Amphibians are important bioindicators in environmental assessment. This highly diverse group of vertebrates is experiencing unprecedented declines worldwide due to a complex array of factors, including disease, habitat loss, invasive species, and environmental pollution. Heavy metals are especially problematic due to their persistence and ability to present a localized hazard even at sublethal levels. Northern Idaho has a long history of mining activity, and many watersheds have experienced heavy metal contamination. These streams contain many sensitive species, including the Rocky Mountain Tailed Frog, (Ascaphus montanus). While tailed frog populations are known to be especially vulnerable to logging and road building, the effects of local mining have not been documented. In order to assess the vulnerability of this species to heavy metal contamination, tadpoles were collected from three distinct populations across the Idaho Panhandle National Forest. Two sampling sites (Gold Creek and Beauty Creek) were characterized by abandoned mines in the headwaters of the streams, while a stream absent of any local historic mining (Bumblebee Creek) served as a reference site. Whole tadpoles were pooled and treated using EPA Method 3050B and analyzed for dissolved metal concentration (ug/g) using ICP-MS. We found the average metal concentrations in tadpoles (ug/g) at mining sites were generally higher than the reference site. Cadmium (Cd), copper (Cu), lead (Pb), and zinc (Zn) were significantly higher in tadpoles at Gold Creek when compared with the reference site. These results are consistent with other studies indicating metals from historic mining activity are still evident in these stream communities.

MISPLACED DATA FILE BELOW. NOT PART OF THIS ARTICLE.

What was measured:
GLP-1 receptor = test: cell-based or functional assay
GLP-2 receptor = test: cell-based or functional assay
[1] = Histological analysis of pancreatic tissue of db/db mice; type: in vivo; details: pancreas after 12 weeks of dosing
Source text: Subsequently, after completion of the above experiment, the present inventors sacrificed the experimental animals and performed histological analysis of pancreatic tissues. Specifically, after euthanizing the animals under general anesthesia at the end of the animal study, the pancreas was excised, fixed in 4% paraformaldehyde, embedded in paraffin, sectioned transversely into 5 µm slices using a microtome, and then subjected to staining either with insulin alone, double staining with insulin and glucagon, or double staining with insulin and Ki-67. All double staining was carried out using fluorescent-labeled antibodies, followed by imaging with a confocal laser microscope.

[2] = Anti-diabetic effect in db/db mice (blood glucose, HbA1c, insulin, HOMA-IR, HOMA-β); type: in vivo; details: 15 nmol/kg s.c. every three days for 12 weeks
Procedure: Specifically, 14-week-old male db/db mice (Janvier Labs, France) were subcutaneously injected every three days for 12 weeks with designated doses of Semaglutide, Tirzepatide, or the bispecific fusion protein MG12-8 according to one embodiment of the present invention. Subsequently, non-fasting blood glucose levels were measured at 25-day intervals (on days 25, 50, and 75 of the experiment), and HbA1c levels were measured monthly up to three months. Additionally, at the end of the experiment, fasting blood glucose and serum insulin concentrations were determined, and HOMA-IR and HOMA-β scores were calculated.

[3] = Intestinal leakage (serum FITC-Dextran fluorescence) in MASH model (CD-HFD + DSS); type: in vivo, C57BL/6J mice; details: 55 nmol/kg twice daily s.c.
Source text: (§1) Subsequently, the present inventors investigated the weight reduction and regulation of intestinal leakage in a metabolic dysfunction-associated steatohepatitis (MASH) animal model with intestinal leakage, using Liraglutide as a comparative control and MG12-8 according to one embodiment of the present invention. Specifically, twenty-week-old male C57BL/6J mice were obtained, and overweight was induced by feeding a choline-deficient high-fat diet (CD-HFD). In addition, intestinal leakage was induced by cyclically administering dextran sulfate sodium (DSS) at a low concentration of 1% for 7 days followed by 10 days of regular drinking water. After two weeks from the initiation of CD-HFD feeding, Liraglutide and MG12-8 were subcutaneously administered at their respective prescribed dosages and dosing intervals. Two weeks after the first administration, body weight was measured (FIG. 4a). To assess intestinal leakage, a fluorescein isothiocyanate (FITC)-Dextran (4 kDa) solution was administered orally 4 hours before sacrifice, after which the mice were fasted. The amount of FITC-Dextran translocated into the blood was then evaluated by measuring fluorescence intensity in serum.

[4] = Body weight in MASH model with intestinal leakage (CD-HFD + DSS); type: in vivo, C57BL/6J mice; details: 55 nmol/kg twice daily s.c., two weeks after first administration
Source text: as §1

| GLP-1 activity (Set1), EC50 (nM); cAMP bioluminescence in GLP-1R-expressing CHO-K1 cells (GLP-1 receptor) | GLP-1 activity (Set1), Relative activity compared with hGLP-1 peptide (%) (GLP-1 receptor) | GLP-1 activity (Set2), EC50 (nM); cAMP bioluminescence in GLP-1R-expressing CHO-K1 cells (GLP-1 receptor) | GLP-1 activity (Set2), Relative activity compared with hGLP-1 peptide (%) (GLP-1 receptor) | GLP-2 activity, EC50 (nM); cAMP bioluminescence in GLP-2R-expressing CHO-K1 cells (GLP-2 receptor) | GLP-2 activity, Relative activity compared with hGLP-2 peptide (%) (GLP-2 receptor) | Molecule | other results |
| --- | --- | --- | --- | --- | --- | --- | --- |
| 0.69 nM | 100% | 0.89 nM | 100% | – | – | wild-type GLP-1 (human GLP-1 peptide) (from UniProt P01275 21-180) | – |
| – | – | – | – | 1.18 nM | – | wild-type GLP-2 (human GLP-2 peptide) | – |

|Commitee:||Brugam, Richard, Lin, Zhi-Qing|
|School:||Southern Illinois University at Edwardsville|
|School Location:||United States -- Illinois|
|Source:||MAI 53/03M(E), Masters Abstracts International|
|Keywords:||Ascaphus, Gold creek, Heavy metals, Idaho, Mining, Tailed frog|
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